Most of these responses are good general advice, but not proper answers to the question, which I think is perfectly legitimate.
HTML5 is already a moving target; browsers implement specs and innovate at different paces. There is no single thing called "valid HTML", at least not that is worth using. If you are building a public page for every person and bot/crawler on the planet, then you already either have to A) detect the client and customize accordingly, for complex/advanced pages or B) make it really, really simple and plain. If, on the other hand, you're putting it on a LAN or hiding it behind a login wall or developing on the cutting edge and plan for frequent updates anyway, then you should feel free to innovate a bit, with discretion. Browser devs and spec writers cater to their needs, you can do the same.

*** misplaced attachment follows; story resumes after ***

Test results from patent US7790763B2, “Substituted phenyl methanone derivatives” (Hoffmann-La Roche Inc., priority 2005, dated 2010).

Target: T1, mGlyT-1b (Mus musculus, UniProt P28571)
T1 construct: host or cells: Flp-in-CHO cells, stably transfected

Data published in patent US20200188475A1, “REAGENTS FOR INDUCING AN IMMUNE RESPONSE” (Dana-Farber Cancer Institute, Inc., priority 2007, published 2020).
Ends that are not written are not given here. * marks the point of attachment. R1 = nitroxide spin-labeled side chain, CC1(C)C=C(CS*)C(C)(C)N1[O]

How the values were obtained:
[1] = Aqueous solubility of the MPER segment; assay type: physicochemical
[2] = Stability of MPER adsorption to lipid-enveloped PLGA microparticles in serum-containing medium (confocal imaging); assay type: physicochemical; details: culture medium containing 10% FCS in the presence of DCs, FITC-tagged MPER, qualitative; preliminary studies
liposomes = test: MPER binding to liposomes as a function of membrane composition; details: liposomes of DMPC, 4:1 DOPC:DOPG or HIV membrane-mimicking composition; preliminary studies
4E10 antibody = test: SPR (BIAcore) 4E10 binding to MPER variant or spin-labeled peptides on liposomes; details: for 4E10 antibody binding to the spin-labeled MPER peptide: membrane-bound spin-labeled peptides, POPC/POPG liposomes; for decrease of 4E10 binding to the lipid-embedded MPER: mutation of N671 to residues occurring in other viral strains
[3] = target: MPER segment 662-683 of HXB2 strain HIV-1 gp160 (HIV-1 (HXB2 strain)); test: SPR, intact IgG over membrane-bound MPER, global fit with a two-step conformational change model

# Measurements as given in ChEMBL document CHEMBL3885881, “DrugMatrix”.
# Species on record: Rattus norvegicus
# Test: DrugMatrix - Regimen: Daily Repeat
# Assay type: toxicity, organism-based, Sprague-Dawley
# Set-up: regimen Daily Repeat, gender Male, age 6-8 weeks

I should also add that custom elements are getting their own standards and support, but the consensus currently is that they all should have a '-' in the name. So I would recommend something like 'x-toys' or 'my-toys' instead of just 'toys'. Personally, i'm not thrilled with the convention, but I understand the reasons.